For most of my life I have lived in the rural parts of Georgia. Of course, some would argue that outside of Atlanta, there’s nothing left except rural parts. During a good portion of their histories, many small-town businesses in Georgia were supplied by railroads. Rail tracks often ran right through the middle of town, as they still do. Most of the freight trains no longer stop in these small towns because those businesses are supplied by the trucking industry, but the trains still travel through the towns quite regularly. Most small Georgia towns will only have one or two places where roads either go over or under tracks; otherwise, vehicular traffic has to stop for trains as they make their way through town.
I can remember as a child being stopped at a railroad crossing in the car with my parents. It was exciting and fascinating to hear the whistle of the engine, to feel how it shook the ground as it passed by, and to watch the succession of rail cars as they sped through the crossing. Counting the rail cars and reading the graffiti painted on their exterior walls was great entertainment. Then I celebrated my sixteenth birthday and started driving. The novelty of freight cars roaring through town wore off and was replaced by impatience waiting for the train to pass so that I could get where I was going. Now as I have aged and live with a more hectic schedule, as most of us do, I find myself dreading the sight of the flashing red lights and the descending black and white striped crossbars that indicate the approach of yet another freight train and just one more delay in my already too-busy schedule. But, even worse, and something that raises my blood pressure to dangerous levels, is when the passing train slows down until it finally comes to a complete stop, blocking the road. This is a situation that railroad companies avoid if at all possible because some townships have actually filed suit against railroads for causing significant traffic problems with stopped or even stalled trains.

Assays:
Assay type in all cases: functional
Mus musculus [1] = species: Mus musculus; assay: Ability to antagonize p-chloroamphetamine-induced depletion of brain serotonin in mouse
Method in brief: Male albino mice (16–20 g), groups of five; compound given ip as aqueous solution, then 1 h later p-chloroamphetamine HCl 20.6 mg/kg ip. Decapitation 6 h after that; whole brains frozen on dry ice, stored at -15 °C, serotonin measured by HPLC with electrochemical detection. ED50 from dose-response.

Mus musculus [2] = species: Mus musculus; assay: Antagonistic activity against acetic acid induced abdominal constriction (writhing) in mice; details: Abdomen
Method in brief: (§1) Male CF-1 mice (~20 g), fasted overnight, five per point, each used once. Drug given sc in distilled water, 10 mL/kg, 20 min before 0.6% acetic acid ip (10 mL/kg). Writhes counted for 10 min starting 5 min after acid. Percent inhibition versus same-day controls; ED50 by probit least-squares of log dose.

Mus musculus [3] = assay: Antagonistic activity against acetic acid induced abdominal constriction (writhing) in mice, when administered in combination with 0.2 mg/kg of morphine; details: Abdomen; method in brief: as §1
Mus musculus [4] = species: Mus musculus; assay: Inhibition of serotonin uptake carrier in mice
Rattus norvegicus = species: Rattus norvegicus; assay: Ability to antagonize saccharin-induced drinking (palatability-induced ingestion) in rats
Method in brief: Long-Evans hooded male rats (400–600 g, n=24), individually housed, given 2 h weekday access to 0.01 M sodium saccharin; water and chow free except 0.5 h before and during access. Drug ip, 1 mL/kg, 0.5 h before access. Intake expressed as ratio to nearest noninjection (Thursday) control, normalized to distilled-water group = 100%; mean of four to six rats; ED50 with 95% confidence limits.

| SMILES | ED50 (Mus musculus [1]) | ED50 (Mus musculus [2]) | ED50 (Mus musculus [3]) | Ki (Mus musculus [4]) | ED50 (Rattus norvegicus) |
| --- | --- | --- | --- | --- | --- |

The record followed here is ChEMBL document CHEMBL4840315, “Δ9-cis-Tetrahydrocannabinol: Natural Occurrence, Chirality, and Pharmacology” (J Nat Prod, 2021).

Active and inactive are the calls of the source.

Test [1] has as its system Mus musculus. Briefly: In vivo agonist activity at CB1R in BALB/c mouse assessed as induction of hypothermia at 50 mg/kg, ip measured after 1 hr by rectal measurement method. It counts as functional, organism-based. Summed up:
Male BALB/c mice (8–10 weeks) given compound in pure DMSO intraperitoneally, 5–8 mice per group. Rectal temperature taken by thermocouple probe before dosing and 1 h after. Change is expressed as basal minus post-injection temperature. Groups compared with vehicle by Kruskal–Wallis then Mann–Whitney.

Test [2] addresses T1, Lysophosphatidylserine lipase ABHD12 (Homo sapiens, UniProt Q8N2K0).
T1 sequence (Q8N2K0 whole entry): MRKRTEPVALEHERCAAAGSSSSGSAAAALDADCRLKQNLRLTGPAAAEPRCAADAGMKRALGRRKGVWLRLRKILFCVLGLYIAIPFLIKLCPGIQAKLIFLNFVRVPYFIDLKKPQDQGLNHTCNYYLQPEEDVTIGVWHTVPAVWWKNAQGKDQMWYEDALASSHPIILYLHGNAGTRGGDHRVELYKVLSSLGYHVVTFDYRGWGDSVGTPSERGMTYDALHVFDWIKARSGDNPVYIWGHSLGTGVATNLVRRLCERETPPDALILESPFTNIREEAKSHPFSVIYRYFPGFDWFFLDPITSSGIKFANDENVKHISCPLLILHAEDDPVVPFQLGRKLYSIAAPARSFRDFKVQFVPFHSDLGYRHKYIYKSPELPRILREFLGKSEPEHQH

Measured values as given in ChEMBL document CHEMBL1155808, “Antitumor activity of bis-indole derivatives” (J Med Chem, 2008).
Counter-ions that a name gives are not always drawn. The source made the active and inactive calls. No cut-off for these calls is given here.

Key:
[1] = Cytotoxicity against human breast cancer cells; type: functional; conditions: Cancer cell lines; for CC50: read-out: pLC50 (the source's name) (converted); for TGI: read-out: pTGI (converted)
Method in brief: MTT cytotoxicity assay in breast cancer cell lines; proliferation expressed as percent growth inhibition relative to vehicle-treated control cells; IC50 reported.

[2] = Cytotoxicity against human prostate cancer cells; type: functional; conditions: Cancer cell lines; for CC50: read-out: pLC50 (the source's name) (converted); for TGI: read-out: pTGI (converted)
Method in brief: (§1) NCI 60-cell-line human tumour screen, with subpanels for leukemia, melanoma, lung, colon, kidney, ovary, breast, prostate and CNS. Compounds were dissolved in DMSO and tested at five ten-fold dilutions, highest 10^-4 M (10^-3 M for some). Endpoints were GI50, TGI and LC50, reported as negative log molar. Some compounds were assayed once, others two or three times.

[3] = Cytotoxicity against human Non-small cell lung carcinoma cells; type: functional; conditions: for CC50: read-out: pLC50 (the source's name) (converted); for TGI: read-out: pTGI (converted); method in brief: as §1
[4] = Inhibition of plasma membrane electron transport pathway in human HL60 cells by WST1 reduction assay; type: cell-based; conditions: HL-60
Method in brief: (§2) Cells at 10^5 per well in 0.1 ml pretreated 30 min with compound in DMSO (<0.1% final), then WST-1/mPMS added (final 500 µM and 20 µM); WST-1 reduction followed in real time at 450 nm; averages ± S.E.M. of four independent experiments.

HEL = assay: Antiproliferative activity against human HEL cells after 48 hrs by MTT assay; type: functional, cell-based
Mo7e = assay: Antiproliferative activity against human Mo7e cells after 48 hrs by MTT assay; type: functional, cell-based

Thinking about how enraged I have been waiting 10-15 minutes for a train to finally move past a crossing, I can’t help but draw comparisons with the current political climate in the U.S. Our government, especially on the federal and state levels, is like a train stalled on the tracks at a major crossing. People who are from multiple origins and who have many different objectives are on either side of the crossing. They can’t get to the other side. They can’t even see the other side. They are completely separated by this huge obstruction that refuses to move forward and clear the way for the good of everyone involved. The real frustration comes from the realization that the train operators don’t seem to care at all that they have brought everyone, and everything, to a stand-still. A train can carry an incredible amount of materials, or people, from one place to another most efficiently, as long as it keeps moving. When it slows down, or worse yet, stops, the train is useless. If a train can’t deliver, it has totally lost its value.